Over 500k people are staying in an Airbnb tonight. And the company hopes to have nearly 800k staying in one by this summer. CEO Brian Chesky gave these numbers at Code today, revealing his wide-eyed plan for the housing yield-management startup.
In addition to wanting there to be a million stays by summer, Chesky expressed his desire for Airbnb to own all experiences around a vacation:
“Let’s say you get off a plane in Paris. People don’t go to cities to stay in homes,” he told Kara Swisher onstage. “They go to cities to have an experience. What would you want in Paris?” “A French person yelling at me,” joked Swisher. “Okay, imagine that you can do it on demand.”
While he did confirm that they would not be doing flights, Chesky remained vague about what exactly they would be doing. He did say he wanted Airbnb users to be able to design their entire trip experience through Airbnb. The service currently partners with Handy for cleaning, but could possibly scoop up one or all of the thousands of “Airbnb for experiences” startups out there to round out its offerings: Peek, Vayable and Welcome for starters.
And this, perhaps, is why the company is raising a muffin-basket-load of money, a fact that Swisher brought up and we had earlier reported: “We’re doing well and we don’t need to raise more money,” Chesky told Swisher. “I don’t think you’re profitable and I do think you’re raising more money,” she retorted.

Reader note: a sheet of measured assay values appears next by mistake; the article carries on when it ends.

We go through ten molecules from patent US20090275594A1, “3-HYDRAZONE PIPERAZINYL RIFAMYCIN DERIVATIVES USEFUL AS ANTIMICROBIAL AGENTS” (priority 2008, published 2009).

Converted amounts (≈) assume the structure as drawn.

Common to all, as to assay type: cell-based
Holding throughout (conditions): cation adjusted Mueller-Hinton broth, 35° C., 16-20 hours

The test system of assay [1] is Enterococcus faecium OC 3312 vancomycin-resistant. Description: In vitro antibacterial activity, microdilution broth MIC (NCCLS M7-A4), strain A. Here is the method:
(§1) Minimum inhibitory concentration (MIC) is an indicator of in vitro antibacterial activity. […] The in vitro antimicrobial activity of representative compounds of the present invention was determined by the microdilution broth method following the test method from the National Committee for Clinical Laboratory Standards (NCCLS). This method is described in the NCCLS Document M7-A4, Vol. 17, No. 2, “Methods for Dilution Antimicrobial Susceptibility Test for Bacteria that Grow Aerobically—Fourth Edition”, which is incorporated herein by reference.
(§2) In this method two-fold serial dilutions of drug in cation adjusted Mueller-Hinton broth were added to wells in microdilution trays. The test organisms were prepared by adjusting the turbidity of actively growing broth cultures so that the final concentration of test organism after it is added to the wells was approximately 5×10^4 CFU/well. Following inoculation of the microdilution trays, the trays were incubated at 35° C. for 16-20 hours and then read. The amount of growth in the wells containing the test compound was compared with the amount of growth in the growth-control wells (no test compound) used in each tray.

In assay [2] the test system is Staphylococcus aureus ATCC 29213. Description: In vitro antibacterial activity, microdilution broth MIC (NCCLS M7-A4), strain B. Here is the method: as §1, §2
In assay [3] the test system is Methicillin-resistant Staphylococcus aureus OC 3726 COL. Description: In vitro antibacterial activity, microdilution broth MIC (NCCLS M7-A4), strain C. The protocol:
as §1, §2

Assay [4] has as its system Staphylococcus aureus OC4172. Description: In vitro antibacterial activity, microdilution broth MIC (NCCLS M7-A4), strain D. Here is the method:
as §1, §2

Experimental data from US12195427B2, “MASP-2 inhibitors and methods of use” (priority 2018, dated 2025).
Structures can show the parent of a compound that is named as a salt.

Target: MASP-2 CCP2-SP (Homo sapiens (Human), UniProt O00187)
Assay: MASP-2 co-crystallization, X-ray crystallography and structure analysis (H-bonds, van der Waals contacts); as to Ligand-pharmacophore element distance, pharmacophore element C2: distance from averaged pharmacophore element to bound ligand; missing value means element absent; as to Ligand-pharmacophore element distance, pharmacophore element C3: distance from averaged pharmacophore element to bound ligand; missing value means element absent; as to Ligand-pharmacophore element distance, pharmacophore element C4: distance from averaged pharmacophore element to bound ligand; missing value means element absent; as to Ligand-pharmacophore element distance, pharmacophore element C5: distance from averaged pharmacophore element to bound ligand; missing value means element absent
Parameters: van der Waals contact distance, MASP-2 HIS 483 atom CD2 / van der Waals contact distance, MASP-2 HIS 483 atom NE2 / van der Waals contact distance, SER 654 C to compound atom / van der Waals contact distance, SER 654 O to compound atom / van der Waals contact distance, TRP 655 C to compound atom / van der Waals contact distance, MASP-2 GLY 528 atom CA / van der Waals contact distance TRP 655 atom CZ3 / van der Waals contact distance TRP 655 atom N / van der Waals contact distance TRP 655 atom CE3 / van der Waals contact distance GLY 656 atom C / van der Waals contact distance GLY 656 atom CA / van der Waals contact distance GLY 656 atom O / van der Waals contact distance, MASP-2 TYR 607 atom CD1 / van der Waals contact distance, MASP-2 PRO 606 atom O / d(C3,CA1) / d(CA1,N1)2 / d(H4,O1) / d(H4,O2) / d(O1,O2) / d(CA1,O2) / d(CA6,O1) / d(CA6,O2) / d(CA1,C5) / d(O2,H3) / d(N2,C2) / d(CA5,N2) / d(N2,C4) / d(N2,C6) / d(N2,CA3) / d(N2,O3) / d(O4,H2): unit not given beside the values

The last confirmed valuation of Airbnb was $13 billion, half of what Marriott is worth. We reported that it was raising $20 billion back in February.
Chesky was chuffed about the company’s recent traction in Cuba, the fact that one-fifth of the 600k people who stayed in Brazil at the 2014 World Cup stayed in an Airbnb, and that 55 percent of Airbnb hosts are women. To match that user demographic, 47 percent of Airbnb employees are women and 40 percent of managers are women. (The board is all men, but Chesky said he had hopes they could bring on a woman “soon.”)
Airbnb hasn’t always been as easy to understand as “renting a place someone else isn’t using.” As our Ryan Lawler summated:
Investor Fred Wilson famously passed on the company, despite Paul Graham’s insistence that the idea was much bigger than just renting out your couch to a stranger. One investor walked out of a pitch meeting in a cafe when one of the founders went to the bathroom. And then there’s the story of how the founders were, for a time, living off the breakfast cereal they had taken to the Democratic National Convention in 2008.
The company offers an insane variety of properties to rent from mansions to trailers parked on a dirt lot. And Chesky, along with co-founders Joe Gebbia and Nate Blecharczyk, has taken the company a long way from a friend’s couch.
“I used to worry about competitors,” he reminisced, “but Paul Graham told me that startups die of suicide not homicide; Startups die of self-inflicted wounds. And the older you get the stronger the wind gets.”